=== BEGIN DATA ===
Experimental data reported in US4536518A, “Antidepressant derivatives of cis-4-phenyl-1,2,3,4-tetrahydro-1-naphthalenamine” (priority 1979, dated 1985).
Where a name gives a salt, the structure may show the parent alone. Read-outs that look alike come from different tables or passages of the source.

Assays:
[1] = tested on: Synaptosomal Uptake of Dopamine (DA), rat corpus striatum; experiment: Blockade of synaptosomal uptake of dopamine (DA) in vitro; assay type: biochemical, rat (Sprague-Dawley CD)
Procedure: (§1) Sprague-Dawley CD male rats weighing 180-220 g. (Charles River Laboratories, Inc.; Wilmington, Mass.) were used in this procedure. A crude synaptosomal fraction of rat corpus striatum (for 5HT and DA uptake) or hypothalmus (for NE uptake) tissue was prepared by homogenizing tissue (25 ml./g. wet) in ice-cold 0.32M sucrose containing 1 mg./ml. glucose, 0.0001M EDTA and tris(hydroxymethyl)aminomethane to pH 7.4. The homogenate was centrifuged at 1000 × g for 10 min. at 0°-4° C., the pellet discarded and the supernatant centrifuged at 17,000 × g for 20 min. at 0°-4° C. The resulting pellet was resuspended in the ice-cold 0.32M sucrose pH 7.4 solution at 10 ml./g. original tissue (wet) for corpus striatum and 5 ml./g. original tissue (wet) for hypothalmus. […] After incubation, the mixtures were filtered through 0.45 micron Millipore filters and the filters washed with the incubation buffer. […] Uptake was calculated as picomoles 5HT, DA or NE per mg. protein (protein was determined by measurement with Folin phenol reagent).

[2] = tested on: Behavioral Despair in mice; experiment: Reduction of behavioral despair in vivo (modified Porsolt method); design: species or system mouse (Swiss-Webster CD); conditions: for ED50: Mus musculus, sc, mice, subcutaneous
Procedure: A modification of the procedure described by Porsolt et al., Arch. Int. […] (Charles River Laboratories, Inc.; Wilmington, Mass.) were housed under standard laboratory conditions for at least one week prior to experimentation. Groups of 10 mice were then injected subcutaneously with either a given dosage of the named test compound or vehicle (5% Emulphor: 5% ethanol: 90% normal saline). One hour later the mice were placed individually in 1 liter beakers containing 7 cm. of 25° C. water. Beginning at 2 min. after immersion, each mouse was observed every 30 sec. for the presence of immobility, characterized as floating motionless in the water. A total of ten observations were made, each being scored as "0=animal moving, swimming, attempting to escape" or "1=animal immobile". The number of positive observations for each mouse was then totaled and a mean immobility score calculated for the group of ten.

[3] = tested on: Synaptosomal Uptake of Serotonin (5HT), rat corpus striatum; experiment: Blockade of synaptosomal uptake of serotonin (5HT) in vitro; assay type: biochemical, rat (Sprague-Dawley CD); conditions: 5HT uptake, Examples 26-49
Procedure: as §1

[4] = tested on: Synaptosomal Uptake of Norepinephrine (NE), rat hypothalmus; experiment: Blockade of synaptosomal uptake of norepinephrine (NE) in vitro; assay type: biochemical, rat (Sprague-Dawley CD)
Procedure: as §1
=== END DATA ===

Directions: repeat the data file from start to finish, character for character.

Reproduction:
Experimental data reported in US4536518A, “Antidepressant derivatives of cis-4-phenyl-1,2,3,4-tetrahydro-1-naphthalenamine” (priority 1979, dated 1985).
Where a name gives a salt, the structure may show the parent alone. Read-outs that look alike come from different tables or passages of the source.

Assays:
[1] = tested on: Synaptosomal Uptake of Dopamine (DA), rat corpus striatum; experiment: Blockade of synaptosomal uptake of dopamine (DA) in vitro; assay type: biochemical, rat (Sprague-Dawley CD)
Procedure: (§1) Sprague-Dawley CD male rats weighing 180-220 g. (Charles River Laboratories, Inc.; Wilmington, Mass.) were used in this procedure. A crude synaptosomal fraction of rat corpus striatum (for 5HT and DA uptake) or hypothalmus (for NE uptake) tissue was prepared by homogenizing tissue (25 ml./g. wet) in ice-cold 0.32M sucrose containing 1 mg./ml. glucose, 0.0001M EDTA and tris(hydroxymethyl)aminomethane to pH 7.4. The homogenate was centrifuged at 1000 × g for 10 min. at 0°-4° C., the pellet discarded and the supernatant centrifuged at 17,000 × g for 20 min. at 0°-4° C. The resulting pellet was resuspended in the ice-cold 0.32M sucrose pH 7.4 solution at 10 ml./g. original tissue (wet) for corpus striatum and 5 ml./g. original tissue (wet) for hypothalmus. […] After incubation, the mixtures were filtered through 0.45 micron Millipore filters and the filters washed with the incubation buffer. […] Uptake was calculated as picomoles 5HT, DA or NE per mg. protein (protein was determined by measurement with Folin phenol reagent).

[2] = tested on: Behavioral Despair in mice; experiment: Reduction of behavioral despair in vivo (modified Porsolt method); design: species or system mouse (Swiss-Webster CD); conditions: for ED50: Mus musculus, sc, mice, subcutaneous
Procedure: A modification of the procedure described by Porsolt et al., Arch. Int. […] (Charles River Laboratories, Inc.; Wilmington, Mass.) were housed under standard laboratory conditions for at least one week prior to experimentation. Groups of 10 mice were then injected subcutaneously with either a given dosage of the named test compound or vehicle (5% Emulphor: 5% ethanol: 90% normal saline). One hour later the mice were placed individually in 1 liter beakers containing 7 cm. of 25° C. water. Beginning at 2 min. after immersion, each mouse was observed every 30 sec. for the presence of immobility, characterized as floating motionless in the water. A total of ten observations were made, each being scored as "0=animal moving, swimming, attempting to escape" or "1=animal immobile". The number of positive observations for each mouse was then totaled and a mean immobility score calculated for the group of ten.

[3] = tested on: Synaptosomal Uptake of Serotonin (5HT), rat corpus striatum; experiment: Blockade of synaptosomal uptake of serotonin (5HT) in vitro; assay type: biochemical, rat (Sprague-Dawley CD); conditions: 5HT uptake, Examples 26-49
Procedure: as §1

[4] = tested on: Synaptosomal Uptake of Norepinephrine (NE), rat hypothalmus; experiment: Blockade of synaptosomal uptake of norepinephrine (NE) in vitro; assay type: biochemical, rat (Sprague-Dawley CD)
Procedure: as §1